Q1 earnings season has not been the catastrophe that we had somewhat expected. While forward P/E valuations are somewhat extended, the strength in Q1 results is supportive of higher stock prices in the short run. The key caveat is a report by Sam Ro of a Warren Buffett commentary at the recent Berkshire Hathaway meeting, “In the general economy, the feedback we get is that perhaps the majority of our businesses will actually report earnings this year lower than last year”.



Keep an eye on the regional banking stocks, which have become the focus of the latest pullback scare. The bears will point out that the KBW Regional Banking Index violated a long-term support zone and blew past an important Fibonacci support retracement level with no support in sight (top panel). The bulls’ only hope is the group finds footing at or near relative support (bottom panel). Until these stocks find their footing, the path of least resistance for the market will be down.



While the short-term buy signal from the Bottom Spotting Model is tactically constructive, the bulls shouldn’t overstay their welcome. The S&P 500 bounced off short-term support last Thursday while exhibiting a positive RSI divergence, but it’s still in a trading range. Expect stiff resistance at about 4180,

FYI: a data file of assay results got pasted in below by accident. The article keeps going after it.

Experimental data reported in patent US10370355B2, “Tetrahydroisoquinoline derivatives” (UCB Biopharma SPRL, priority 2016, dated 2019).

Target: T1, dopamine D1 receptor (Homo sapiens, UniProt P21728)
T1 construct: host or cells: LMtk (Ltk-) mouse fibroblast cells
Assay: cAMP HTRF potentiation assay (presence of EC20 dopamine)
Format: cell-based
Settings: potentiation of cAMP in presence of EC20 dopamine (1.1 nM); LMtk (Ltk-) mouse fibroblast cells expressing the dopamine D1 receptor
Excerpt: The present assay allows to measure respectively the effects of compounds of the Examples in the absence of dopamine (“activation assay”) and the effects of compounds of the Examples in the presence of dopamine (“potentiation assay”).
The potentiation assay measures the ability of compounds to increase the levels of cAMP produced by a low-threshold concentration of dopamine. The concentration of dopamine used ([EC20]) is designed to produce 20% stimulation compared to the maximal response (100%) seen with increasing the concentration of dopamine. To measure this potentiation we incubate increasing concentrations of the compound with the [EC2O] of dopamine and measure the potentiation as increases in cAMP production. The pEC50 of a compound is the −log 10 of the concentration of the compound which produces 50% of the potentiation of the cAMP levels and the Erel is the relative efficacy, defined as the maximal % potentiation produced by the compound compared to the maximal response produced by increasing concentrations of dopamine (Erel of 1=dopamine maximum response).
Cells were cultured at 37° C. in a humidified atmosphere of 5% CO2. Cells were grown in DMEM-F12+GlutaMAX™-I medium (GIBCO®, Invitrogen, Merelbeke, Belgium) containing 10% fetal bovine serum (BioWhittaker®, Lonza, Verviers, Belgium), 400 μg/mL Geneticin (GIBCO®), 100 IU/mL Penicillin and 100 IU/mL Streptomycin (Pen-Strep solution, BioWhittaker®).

In conclusion, what investors face is an oversold market poised for a tactical rally within the context of an intermediate downtrend. Investment-oriented accounts should be cautious and use market strength to de-risk. Be aware that the S&P 500 remains in a trading range and there is still resistance at about 4180, which is only 1.1% from Friday’s closing level.


My inner trader reversed from short to long the S&P 500 late last week. He expects that he will either sell or start to scale out of his position should the index reach the resistance level of 4180. The usual disclaimers apply to my trading positions.

I would like to add a note about the disclosure of my trading account after discussions with some readers. I disclose the direction of my trading exposure to indicate any potential conflicts. I use leveraged ETFs because the account is a tax-deferred account that does not allow margin trading and my degree of exposure is a relatively small percentage of the account. It emphatically does not represent an endorsement that you should follow my use of these products to trade their own account.  Leverage ETFs have a known decay problem that don’t make the suitable for anything other than short-term trading. You have to determine and be responsible for your own risk tolerance and pain thresholds. Your own mileage will and should vary



Disclosure: Long SPXL


4 thoughts on “What market structure tells us about where we are in the cycle